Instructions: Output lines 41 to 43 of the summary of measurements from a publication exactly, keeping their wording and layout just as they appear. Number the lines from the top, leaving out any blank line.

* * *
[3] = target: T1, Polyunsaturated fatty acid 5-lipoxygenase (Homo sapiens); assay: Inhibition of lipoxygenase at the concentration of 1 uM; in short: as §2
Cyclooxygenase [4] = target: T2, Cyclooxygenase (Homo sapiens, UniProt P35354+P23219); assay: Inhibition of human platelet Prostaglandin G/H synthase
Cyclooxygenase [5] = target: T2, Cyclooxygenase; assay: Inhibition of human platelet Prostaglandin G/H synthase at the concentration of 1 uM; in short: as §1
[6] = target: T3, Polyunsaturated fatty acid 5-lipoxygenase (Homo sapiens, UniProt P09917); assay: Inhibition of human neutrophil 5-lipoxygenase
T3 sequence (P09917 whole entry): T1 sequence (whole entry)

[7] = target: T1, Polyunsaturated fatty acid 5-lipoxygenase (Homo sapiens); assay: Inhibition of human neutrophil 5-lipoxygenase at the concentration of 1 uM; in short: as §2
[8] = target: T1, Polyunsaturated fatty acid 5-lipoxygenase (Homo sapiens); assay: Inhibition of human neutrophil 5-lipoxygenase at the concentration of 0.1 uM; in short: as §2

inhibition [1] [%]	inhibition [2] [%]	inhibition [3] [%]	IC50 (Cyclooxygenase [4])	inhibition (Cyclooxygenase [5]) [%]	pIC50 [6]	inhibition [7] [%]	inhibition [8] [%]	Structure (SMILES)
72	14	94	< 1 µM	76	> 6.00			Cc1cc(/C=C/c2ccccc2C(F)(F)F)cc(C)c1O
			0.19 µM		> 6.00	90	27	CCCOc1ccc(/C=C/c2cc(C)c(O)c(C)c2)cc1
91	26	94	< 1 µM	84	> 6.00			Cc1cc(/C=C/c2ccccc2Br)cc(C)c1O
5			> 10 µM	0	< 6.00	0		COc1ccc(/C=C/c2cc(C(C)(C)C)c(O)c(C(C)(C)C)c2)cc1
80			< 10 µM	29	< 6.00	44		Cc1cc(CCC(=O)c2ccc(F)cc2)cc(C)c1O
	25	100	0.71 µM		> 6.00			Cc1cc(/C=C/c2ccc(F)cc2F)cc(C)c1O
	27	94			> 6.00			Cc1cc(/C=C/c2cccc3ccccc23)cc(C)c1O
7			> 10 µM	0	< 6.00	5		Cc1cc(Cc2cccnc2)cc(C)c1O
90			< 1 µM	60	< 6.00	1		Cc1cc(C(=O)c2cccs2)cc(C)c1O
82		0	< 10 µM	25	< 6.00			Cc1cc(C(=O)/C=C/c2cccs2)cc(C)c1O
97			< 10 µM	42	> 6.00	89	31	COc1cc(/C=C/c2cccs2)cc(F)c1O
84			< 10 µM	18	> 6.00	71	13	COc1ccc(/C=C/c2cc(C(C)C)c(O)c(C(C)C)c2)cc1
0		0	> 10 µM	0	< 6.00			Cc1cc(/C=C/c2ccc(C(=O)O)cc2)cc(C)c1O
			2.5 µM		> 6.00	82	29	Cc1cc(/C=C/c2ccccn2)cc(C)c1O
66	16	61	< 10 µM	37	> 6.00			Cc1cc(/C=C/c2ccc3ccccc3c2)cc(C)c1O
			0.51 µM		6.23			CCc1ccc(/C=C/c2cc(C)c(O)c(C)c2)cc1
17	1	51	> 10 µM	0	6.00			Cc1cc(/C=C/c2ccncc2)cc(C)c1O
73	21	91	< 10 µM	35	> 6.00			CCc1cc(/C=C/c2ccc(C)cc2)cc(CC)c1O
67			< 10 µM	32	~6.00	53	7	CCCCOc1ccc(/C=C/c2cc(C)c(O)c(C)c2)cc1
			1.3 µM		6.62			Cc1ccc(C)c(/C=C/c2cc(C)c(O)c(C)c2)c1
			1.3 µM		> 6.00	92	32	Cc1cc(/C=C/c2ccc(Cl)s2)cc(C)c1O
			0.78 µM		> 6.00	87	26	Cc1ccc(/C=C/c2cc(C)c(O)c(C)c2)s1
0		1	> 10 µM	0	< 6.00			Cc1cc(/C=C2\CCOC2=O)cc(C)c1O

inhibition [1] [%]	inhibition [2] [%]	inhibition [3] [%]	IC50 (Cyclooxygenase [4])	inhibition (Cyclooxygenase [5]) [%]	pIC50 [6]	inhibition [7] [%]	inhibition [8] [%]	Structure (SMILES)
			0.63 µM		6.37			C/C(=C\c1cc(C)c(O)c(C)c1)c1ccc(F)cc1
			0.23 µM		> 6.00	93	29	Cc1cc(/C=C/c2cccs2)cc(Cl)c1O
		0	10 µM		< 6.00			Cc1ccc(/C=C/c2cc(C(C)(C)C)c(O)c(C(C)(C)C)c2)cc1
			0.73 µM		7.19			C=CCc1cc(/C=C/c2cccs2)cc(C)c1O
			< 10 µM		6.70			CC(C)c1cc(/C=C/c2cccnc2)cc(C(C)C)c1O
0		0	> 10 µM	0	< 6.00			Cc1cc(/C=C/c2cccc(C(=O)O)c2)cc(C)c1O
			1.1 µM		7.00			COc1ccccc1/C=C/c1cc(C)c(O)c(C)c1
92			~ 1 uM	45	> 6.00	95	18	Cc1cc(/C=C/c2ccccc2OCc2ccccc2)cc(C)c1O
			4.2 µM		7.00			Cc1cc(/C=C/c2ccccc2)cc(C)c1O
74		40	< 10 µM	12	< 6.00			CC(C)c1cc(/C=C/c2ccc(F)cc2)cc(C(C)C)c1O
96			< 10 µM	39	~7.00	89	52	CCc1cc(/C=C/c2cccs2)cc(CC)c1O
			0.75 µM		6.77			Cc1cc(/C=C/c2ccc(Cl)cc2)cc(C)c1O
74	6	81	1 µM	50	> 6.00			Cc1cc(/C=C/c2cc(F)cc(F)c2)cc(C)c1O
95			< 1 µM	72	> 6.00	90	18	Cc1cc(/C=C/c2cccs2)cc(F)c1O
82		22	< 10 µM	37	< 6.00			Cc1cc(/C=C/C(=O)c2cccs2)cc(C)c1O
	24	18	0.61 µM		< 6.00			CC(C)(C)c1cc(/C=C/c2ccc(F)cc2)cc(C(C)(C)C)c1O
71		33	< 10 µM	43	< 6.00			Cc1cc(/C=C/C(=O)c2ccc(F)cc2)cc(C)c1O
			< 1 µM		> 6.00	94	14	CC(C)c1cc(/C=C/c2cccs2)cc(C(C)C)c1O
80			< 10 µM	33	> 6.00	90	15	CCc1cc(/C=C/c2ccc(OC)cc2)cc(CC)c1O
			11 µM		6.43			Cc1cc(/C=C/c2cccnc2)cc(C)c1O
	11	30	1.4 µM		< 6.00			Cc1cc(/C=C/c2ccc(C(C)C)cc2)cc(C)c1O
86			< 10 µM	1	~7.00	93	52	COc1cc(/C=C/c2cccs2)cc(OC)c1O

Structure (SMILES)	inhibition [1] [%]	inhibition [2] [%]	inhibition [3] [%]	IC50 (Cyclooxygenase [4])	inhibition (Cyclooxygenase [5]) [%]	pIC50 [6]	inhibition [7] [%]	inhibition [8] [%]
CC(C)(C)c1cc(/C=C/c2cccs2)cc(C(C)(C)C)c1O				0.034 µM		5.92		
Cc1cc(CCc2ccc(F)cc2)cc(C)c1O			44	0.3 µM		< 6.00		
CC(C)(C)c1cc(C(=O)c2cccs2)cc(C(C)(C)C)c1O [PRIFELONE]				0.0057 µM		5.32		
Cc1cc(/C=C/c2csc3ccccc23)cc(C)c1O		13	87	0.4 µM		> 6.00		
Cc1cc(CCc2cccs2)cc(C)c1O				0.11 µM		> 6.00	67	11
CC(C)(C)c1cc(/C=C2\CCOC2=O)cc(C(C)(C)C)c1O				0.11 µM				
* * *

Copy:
			4.2 µM		7.00			Cc1cc(/C=C/c2ccccc2)cc(C)c1O
74		40	< 10 µM	12	< 6.00			CC(C)c1cc(/C=C/c2ccc(F)cc2)cc(C(C)C)c1O
96			< 10 µM	39	~7.00	89	52	CCc1cc(/C=C/c2cccs2)cc(CC)c1O